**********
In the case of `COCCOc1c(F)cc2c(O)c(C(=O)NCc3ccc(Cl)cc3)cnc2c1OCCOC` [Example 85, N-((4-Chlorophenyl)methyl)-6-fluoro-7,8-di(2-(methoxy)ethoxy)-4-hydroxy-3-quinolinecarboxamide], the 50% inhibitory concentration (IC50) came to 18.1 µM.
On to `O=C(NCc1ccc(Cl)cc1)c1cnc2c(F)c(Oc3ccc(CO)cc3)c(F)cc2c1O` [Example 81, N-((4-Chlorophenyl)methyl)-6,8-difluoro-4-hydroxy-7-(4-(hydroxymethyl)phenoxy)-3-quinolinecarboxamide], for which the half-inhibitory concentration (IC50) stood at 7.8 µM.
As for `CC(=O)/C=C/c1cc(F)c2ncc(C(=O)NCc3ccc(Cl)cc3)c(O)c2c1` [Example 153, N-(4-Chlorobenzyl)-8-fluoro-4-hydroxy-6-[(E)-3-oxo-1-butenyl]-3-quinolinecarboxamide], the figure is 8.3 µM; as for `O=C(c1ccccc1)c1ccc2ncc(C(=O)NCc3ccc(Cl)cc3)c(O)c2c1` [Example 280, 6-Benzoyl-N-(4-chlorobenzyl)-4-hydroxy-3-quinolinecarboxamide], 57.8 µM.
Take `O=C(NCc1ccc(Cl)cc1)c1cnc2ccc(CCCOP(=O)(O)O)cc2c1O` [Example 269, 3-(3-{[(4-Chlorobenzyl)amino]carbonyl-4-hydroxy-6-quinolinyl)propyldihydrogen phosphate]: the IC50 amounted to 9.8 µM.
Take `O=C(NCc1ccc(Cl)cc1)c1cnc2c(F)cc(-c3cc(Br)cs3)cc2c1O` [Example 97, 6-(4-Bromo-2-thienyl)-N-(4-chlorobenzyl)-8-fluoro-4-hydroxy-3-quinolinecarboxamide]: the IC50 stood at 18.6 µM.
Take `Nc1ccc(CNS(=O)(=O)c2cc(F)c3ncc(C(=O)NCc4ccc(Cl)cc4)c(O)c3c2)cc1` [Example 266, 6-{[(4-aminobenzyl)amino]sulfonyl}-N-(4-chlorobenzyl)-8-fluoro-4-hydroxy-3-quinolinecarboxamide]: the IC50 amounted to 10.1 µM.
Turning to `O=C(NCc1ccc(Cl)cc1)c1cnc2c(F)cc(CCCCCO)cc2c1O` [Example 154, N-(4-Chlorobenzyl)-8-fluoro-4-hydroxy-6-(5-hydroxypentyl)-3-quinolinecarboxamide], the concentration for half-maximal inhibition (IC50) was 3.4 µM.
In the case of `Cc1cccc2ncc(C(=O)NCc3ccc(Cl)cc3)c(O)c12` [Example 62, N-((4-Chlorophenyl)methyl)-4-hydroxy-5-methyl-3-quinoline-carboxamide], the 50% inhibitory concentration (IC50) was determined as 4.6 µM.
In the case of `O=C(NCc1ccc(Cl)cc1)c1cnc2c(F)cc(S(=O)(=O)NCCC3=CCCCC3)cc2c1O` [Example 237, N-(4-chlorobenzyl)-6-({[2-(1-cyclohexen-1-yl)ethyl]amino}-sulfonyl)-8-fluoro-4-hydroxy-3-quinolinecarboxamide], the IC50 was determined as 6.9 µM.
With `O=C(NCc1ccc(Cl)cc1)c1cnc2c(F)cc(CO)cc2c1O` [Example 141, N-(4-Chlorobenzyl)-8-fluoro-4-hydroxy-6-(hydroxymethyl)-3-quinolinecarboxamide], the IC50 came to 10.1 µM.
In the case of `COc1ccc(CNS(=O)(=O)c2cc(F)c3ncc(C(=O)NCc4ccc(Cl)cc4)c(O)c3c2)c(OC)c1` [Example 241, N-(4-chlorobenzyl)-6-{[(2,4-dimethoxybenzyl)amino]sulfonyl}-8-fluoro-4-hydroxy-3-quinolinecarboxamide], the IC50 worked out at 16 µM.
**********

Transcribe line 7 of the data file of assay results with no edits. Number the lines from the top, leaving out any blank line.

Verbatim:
Turning to `O=C(NCc1ccc(Cl)cc1)c1cnc2c(F)cc(CCCCCO)cc2c1O` [Example 154, N-(4-Chlorobenzyl)-8-fluoro-4-hydroxy-6-(5-hydroxypentyl)-3-quinolinecarboxamide], the concentration for half-maximal inhibition (IC50) was 3.4 µM.